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Cheyenne L. Black serves as the editor-in-chief for Hayden’s Ferry Review at Arizona State University where she is a third-year MFA candidate and Virginia G. Piper global fellow. Her work has appeared or is forthcoming in the anthologies We Will be Shelter and In Sight: An Ekphrastic Collaboration, as well as the journals 45th Parallel, American Journal of Poetry, and New Mobility among others. She lives in the Pacific Northwest with her husband and children where she brutally and with much zeal strikes the ‘s’ from directionals like toward, afterward, and backward.

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The Wardrobe’s Best Dressed: “Louder than Hearts” by Zeina Hashem Beck

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Ummi is Arabic for “mother.” | Barazeq is a kind of Arabic sweet. | ‘arooss is Arabic for “bride.” | Kaak is a kind of bread sprinkled with sesame seeds, usually sold by street vendors. | Chocolat mou is a dessert made of chocolate ice cream, whipped cream, and chocolate sauce. The reference here is also to a famous chocolat mou place in Tripoli, Lebanon, called “Chocolat Mou Kingdom.” | The burnt books are a reference to the burning of Tripoli’s Saeh Library, in January 2014.


This selection comes from the collection Louder than Hearts, available from Bauhan Publishing. Order your copy here. Photo credit: Hind Shoufani. Our curator for June is Kelly Andrews.

Zeina Hashem Beck is a Lebanese poet. Her most recent collection, Louder than Hearts, won the 2016 May Sarton New Hampshire Poetry Prize. She’s also the author of two chapbooks: 3arabi Song, winner of the 2016 Rattle Chapbook Prize, and There Was and How Much There Was, a 2016 smith|doorstop Laureate’s Choice, selected by Carol Ann Duffy. Her first collection, To Live in Autumn, won the 2013 Backwaters Prize. Her work has won Best of the Net, has been nominated for the Pushcart Prize and the Forward Prize, and has appeared in Ploughshares, Poetry, Poetry Northwest, Ambit, and The Rialto, among others. She lives in Dubai, where she has founded and runs PUNCH, a poetry and open mic collective. She reads in the Middle East and internationally.

Find her online here.

Kelly Lorraine Andrews’poems have appeared or are forthcoming in Ninth Letter, PANK, Prick of the Spindle, and Love Me, Love My Belly, among others. She is the author of the chapbooks The Fear Archives (Two of Cups Press, 2017), My Body Is a Poem I Can’t Stop Writing (forthcoming, Porkbelly Press), I Want To Eat So Many Kinds of Cake With You and Mule Skinner (both from Dancing Girl Press). She received her MFA in poetry from the University of Pittsburgh. She coedits the online journal Pretty Owl Poetry and curates its Pittsburgh reading series. Additional information about her publications, along with a slideshow of her cats, can be found here.

The Wardrobe’s Best Dressed: “Louder than Hearts” by Zeina Hashem Beck

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This selection comes from the collection Louder than Hearts, available from Bauhan Publishing. Order your copy here. Photo credit: Hind Shoufani. Our curator for June is Kelly Andrews.

Zeina Hashem Beck is a Lebanese poet. Her most recent collection, Louder than Hearts, won the 2016 May Sarton New Hampshire Poetry Prize. She’s also the author of two chapbooks: 3arabi Song, winner of the 2016 Rattle Chapbook Prize, and There Was and How Much There Was, a 2016 smith|doorstop Laureate’s Choice, selected by Carol Ann Duffy. Her first collection, To Live in Autumn, won the 2013 Backwaters Prize. Her work has won Best of the Net, has been nominated for the Pushcart Prize and the Forward Prize, and has appeared in Ploughshares, Poetry, Poetry Northwest, Ambit, and The Rialto, among others. She lives in Dubai, where she has founded and runs PUNCH, a poetry and open mic collective. She reads in the Middle East and internationally.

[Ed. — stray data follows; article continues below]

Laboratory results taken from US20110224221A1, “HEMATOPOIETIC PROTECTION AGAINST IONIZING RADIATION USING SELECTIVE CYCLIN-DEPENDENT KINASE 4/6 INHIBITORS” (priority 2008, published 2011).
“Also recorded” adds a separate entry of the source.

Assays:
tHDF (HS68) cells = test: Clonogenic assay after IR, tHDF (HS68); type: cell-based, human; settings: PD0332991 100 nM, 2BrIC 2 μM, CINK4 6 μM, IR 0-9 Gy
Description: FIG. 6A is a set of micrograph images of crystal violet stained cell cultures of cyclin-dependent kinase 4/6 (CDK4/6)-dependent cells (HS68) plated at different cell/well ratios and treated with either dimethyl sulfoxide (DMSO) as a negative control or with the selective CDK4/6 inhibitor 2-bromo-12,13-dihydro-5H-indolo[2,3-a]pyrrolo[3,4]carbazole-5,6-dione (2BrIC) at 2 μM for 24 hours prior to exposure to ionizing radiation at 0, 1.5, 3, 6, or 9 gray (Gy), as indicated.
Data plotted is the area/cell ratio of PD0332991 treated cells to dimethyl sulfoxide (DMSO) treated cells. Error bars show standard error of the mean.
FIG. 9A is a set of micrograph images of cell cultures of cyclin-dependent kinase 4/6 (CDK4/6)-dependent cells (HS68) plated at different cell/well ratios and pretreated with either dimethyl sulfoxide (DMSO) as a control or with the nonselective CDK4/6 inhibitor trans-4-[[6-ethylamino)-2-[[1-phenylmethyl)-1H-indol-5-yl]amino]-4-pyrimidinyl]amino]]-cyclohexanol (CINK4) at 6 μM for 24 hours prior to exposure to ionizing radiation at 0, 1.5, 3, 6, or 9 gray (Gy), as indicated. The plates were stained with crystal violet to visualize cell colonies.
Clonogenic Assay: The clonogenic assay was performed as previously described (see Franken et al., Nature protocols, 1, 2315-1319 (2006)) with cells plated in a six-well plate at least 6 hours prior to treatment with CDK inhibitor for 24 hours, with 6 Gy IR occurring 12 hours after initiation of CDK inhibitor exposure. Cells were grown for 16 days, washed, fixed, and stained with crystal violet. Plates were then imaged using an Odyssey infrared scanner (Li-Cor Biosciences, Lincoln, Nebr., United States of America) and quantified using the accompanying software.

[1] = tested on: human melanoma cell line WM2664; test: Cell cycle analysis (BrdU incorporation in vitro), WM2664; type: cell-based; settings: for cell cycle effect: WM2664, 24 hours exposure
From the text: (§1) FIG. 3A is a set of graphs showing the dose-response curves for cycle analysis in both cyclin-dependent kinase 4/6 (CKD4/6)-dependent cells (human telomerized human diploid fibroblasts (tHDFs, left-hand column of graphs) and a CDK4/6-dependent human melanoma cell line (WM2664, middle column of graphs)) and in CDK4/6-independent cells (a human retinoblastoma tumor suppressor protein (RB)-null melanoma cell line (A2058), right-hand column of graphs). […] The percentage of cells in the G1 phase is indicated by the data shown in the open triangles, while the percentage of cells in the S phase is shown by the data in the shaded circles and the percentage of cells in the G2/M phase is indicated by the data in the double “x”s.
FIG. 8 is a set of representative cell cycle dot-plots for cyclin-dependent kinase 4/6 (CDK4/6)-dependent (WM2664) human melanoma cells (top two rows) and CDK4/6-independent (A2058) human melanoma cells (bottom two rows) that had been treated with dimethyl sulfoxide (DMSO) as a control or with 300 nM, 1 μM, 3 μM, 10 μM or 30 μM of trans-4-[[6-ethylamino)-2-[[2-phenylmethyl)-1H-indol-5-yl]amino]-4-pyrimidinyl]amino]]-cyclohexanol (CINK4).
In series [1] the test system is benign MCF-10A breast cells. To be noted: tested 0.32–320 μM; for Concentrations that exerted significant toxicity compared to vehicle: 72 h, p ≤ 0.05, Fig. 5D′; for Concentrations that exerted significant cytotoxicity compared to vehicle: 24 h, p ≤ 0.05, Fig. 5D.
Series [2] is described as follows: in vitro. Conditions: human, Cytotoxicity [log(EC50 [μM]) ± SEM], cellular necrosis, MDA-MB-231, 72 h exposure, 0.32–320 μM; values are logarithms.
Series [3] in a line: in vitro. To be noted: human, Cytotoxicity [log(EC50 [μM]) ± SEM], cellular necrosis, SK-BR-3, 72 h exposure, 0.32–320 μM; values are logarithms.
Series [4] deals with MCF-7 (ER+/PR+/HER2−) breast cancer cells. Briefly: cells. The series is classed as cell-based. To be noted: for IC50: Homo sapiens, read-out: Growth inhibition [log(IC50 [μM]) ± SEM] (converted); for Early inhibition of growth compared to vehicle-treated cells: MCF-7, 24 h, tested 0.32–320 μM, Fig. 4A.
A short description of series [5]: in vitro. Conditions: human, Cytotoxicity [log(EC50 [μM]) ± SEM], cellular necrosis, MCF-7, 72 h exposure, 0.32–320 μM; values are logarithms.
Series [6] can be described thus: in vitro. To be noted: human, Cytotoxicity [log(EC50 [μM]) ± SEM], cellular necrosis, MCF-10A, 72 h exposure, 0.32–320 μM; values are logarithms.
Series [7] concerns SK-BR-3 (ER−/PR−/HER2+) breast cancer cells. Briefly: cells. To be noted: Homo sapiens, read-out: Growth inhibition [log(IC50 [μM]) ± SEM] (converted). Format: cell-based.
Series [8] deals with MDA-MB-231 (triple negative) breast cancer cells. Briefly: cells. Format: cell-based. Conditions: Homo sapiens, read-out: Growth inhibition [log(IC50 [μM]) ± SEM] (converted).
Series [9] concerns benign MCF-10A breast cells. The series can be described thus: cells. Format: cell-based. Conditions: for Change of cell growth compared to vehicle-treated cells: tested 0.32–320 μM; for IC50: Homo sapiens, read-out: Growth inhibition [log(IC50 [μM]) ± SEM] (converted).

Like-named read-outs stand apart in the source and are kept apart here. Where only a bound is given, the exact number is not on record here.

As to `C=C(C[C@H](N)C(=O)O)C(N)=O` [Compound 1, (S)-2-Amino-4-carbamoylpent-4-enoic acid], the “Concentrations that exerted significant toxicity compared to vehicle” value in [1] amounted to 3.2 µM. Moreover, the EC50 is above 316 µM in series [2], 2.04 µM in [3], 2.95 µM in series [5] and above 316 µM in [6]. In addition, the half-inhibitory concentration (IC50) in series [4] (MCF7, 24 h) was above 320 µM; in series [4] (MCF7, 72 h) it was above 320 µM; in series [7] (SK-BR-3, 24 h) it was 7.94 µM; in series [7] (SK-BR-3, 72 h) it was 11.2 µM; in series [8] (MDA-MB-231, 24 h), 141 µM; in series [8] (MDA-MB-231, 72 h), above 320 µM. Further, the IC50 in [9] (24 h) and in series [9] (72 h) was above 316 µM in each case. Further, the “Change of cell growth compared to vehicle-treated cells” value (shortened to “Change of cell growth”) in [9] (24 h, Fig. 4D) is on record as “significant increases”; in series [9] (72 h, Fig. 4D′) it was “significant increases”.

Find her online here.

Kelly Lorraine Andrews’poems have appeared or are forthcoming in Ninth Letter, PANK, Prick of the Spindle, and Love Me, Love My Belly, among others. She is the author of the chapbooks The Fear Archives (Two of Cups Press, 2017), My Body Is a Poem I Can’t Stop Writing (forthcoming, Porkbelly Press), I Want To Eat So Many Kinds of Cake With You and Mule Skinner (both from Dancing Girl Press). She received her MFA in poetry from the University of Pittsburgh. She coedits the online journal Pretty Owl Poetry and curates its Pittsburgh reading series. Additional information about her publications, along with a slideshow of her cats, can be found here.

The Wardrobe’s Best Dressed: “Acid and Tender” by Jen Rouse

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This selection comes from the chapbook Acid and Tender, available from Headmistress Press. Order your copy here. Our curator for June is Kelly Andrews.

Jen Rouse is the Director of the Center for Teaching and Learning at Cornell College in Mount Vernon, IA. Her poems have appeared in Hot Tin Roof, Poetry, Poet Lore, MadHatLit, Pretty Owl, The Tishman Review, and elsewhere. She has work forthcoming from Midwestern Gothic and the Inflectionist Review, as well as Lavender Review and Sinister Wisdom. Her play, Conjure: A Cycle in Three Parts, will be produced in August 2017 by SPT Theatre Co. Rouse was named a finalist in the Charlotte Mew Poetry Chapbook contest. Her chapbook, Acid and Tender, came out December 2016 by Headmistress Press.

Kelly Lorraine Andrews’poems have appeared or are forthcoming in Ninth Letter, PANK, Prick of the Spindle, and Love Me, Love My Belly, among others. She is the author of the chapbooks The Fear Archives (Two of Cups Press, 2017), My Body Is a Poem I Can’t Stop Writing (forthcoming, Porkbelly Press), I Want To Eat So Many Kinds of Cake With You and Mule Skinner (both from Dancing Girl Press). She received her MFA in poetry from the University of Pittsburgh. She coedits the online journal Pretty Owl Poetry and curates its Pittsburgh reading series. Additional information about her publications, along with a slideshow of her cats, can be found here.